The mood lifts with the advent of 'Lilywhite Lilith', the music excited and hopeful as Rael's blind guide shepherds him out of his endless cycle and leads him into a big round cave where he awaits the next stage of his mysterious adventure. Throughout this album the skills of the five members of the band have been gently augmented by the experimental 'twiddlings' of Brian Eno, but these come to the fore now with 'The Waiting Room', a piece quite unlike anything else in the band's canon: a collection of ambient sounds, tinkling bells, distortion & sound effects that create an air of unreality and suspense, which eventually resolve themselves into a pulsing, rhythmic melody. As Rael is confronted with his own mortality yet again, we move into one of Genesis's (to my mind) most under-rated songs, the sublime 'Anyway'. Starting out light and flowing with piano to the fore, this song builds to an explosion - a rage against the dying of the light? - mid-way through into some of Banks's best piano work outside 'Firth of Fifth', complemented by some almost brassy guitar harmonies, before settling back into its earlier gentle mood. 'Here comes the Supernatural Anaesthetist' is almost an instrumental track, with just a brief vocal section at the start. This is quite a jaunty piece (bearing in mind it's about the approach of death!), with Hackett's guitar riffs providing a strong lead. Instead of finding himself dead, Rael journeys onward through a long passageway to a perfumed pool in which he encounters 'The Lamia', feminine serpentine seductresses who take him to heights of pleasure never known before. The music is quite pastoral throughout, with piano dominant for the greater part of the song, and the echoes of 'Trespass' are quite clear here to me. We move into the sad, elegiac 'Silent Sorrow in Empty Boats', an instrumental dominated by Mellotron choirs and a lilting guitar riff which slowly fades as the lights are dimmed.

The story continues with almost rubbery, playful sounds as we launch into 'The Colony of Slippermen', a three-part tale of the consequences of Rael's romantic encounters with the Lamia. The playfulness continues in the melody, as Rael arrives, wandering 'lonely as a cloud', and encounters the Slippermen, bemused by their appearance until he discovers that he himself is one of them. His only hope is a visit to the Doktor, whose solution to the problem is to 'dock the dick'. Musically & lyrically this section is quite staccato in its feel, with much alliteration. The intensity of the song increases with the arrival of The Raven: the music drives along during the first verse and takes off during the keyboard solo which swoops and soars until the bird pounces and flies off with Rael's tubed member. The song concludes with a reprise of the opening melody as Rael seeks in vain to persuade John to join in in pursuit of the bird, and hurries off only to see the tube drop into the river and disappear. The final instrumental track, 'Ravine', follows: a moody, ambient piece using quiet strumming guitars behind synthesiser sounds of winds and what sounds like a musical saw (which puts me in mind, in a less developed and rhythmic form, of 'Unquiet slumber for the sleepers...' on 1977's 'Wind & Wuthering'), and that takes us into 'The Light Dies Down on Broadway', a slower, more melancholy, minor key version of the opening title track in which Rael contemplates returning to the life he once knew, but is then faced with a counter-choice of saving brother John who is now flailing in the waters below. This dilemma is faced at an even tempo, musically, in contrast to the frenetic pace of earlier, which gives it a kind of dreamy feel. 'Riding the Scree' has a scurrying, urgent feel to it, and as the instrumental section kicks in towards the end it takes on a kind of playful tone - Rael is almost enjoying this! But by the time he hits the water and is 'In The Rapids' the tone is quieter. The strident 12-string chords and the tone of Gabriel's voice here conjure up a chill in the raging waters. There is a quiet desperation in the song, and Gabriel's voice is perhaps at its most soulful than at any other point in his time with the band (as that time comes to its end). The song climaxes as Rael saves John, only to discover that it is in fact himself he has saved!, and the synth's siren wail ushers in the finale - 'it'. What is 'it'? It is what he has been searching for all along, what we all search for but so often can't elucidate: it is identity, it is love, it is intimacy; it is looked for (and found?) in food, in drink, in drugs, in travel, in religion, in sex, in money - in everything and in nothing. Yes, it's only knock and knowall, but I like it!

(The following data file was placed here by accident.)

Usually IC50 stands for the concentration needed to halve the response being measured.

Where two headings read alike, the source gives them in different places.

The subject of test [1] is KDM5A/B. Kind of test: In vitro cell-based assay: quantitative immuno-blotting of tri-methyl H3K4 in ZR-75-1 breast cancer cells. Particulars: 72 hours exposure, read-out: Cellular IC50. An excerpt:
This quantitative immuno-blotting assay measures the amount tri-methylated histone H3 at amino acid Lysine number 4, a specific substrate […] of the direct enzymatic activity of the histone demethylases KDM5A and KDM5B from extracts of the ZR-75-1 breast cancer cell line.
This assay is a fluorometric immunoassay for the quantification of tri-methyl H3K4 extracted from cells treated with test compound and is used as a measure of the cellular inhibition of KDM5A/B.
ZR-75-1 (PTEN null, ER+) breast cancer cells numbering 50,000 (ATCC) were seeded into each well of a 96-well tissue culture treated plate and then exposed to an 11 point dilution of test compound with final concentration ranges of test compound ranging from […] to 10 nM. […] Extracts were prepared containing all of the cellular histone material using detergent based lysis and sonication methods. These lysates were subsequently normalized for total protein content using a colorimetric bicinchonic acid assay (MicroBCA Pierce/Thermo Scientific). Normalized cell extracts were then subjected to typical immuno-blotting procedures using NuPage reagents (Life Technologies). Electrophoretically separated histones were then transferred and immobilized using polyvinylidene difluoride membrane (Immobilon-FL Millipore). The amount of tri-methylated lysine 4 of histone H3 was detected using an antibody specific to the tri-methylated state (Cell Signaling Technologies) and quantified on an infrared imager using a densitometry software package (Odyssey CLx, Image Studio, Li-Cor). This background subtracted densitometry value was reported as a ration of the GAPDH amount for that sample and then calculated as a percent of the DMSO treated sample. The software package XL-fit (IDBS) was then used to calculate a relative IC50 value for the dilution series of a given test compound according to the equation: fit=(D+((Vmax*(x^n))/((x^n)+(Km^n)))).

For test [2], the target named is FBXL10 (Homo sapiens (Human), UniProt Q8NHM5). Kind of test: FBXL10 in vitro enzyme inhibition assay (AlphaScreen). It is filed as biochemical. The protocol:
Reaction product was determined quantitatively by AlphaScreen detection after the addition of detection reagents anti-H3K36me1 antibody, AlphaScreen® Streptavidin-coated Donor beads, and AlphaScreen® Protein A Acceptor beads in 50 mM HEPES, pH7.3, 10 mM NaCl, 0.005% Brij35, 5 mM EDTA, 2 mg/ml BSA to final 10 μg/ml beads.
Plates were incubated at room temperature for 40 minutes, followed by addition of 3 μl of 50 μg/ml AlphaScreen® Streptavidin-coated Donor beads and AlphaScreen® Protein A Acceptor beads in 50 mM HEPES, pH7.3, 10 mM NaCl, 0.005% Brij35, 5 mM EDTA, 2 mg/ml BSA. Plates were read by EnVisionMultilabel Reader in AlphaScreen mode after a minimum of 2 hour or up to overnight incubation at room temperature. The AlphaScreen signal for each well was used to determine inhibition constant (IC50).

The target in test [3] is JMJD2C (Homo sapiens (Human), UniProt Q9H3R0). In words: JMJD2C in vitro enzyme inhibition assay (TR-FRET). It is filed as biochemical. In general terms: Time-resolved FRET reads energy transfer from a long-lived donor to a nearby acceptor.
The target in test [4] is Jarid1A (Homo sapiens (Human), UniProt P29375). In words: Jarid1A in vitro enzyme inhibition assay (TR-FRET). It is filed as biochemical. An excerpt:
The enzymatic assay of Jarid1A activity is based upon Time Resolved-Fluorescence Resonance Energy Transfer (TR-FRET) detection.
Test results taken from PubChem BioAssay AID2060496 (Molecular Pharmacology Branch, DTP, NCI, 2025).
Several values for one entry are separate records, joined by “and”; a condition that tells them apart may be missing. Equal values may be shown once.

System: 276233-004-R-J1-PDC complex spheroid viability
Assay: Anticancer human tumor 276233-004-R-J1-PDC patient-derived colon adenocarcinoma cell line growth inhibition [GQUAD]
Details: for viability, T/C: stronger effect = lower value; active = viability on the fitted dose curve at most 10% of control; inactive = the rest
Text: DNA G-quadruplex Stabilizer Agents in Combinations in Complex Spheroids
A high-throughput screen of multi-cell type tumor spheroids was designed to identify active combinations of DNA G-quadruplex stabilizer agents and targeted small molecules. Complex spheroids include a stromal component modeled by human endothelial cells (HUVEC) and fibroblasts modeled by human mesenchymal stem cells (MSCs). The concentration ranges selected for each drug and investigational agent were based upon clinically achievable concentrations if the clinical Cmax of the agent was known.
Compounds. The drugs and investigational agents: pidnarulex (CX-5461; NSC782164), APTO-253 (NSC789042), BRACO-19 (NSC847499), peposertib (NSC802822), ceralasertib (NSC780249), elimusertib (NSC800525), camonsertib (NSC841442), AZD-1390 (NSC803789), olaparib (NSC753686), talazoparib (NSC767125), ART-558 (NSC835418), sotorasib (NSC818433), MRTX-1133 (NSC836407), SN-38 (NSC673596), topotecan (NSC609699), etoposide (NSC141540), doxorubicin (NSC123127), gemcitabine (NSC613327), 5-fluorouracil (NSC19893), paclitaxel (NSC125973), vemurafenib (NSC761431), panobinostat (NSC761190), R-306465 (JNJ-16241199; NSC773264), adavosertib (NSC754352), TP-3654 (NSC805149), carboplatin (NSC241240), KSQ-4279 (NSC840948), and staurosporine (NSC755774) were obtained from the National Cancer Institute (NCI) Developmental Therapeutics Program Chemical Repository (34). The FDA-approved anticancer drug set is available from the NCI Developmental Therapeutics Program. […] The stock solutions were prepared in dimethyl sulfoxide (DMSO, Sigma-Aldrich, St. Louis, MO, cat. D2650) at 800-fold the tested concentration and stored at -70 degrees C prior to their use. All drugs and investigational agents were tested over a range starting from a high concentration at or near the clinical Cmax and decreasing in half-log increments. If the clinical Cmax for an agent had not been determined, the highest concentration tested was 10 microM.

Genesis's largest studio project, 'The Lamb' has (like many similar concept albums) been held up as a great creative masterpiece, a work of great philosophical and existential exploration and also as a pretentious, over-indulgent, incomprehensible mess. Over 40 years on people still wonder about what the heck it's all about, but you can't deny that it is a piece of musical and lyrical inventiveness and creativity, that still holds its own alongside the other great works of the progressive genre. Perhaps just (just) a little too long, it is, of course, the album that ended the creative partnership of Banks, Collins, Gabriel, Hackett & Rutherford after only four years and four albums. But what a legacy that 'classic' line-up left us!